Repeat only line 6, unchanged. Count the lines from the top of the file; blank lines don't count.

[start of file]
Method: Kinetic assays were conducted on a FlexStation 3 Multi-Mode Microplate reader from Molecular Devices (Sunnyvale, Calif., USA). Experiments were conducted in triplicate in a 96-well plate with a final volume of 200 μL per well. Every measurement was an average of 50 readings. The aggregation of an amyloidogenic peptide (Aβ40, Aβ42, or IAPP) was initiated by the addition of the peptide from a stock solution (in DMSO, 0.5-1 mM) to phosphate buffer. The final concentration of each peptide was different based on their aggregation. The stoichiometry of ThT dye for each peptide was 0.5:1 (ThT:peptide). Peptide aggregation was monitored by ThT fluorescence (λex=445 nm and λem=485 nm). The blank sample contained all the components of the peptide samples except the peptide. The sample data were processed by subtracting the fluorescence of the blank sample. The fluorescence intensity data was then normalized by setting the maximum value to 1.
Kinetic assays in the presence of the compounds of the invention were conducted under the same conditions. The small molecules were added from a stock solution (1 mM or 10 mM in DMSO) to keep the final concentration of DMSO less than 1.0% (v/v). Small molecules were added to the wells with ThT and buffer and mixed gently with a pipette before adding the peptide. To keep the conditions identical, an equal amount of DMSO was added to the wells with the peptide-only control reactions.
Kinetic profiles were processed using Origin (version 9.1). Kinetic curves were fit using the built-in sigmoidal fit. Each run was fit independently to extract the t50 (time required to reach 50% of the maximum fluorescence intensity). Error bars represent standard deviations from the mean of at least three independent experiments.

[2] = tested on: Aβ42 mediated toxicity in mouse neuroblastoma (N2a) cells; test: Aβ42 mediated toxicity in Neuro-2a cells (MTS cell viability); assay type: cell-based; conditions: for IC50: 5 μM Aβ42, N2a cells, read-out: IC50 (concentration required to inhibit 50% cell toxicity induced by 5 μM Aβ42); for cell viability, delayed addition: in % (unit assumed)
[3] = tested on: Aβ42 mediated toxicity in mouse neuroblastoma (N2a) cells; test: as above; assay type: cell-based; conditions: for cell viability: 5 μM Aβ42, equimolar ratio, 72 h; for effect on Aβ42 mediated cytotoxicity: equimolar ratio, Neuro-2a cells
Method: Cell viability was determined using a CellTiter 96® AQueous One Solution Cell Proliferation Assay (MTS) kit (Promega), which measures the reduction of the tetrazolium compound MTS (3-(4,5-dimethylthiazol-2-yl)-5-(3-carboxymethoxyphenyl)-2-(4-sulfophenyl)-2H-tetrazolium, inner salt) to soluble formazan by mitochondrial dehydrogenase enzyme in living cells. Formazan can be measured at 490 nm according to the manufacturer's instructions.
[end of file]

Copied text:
Method: Cell viability was determined using a CellTiter 96® AQueous One Solution Cell Proliferation Assay (MTS) kit (Promega), which measures the reduction of the tetrazolium compound MTS (3-(4,5-dimethylthiazol-2-yl)-5-(3-carboxymethoxyphenyl)-2-(4-sulfophenyl)-2H-tetrazolium, inner salt) to soluble formazan by mitochondrial dehydrogenase enzyme in living cells. Formazan can be measured at 490 nm according to the manufacturer's instructions.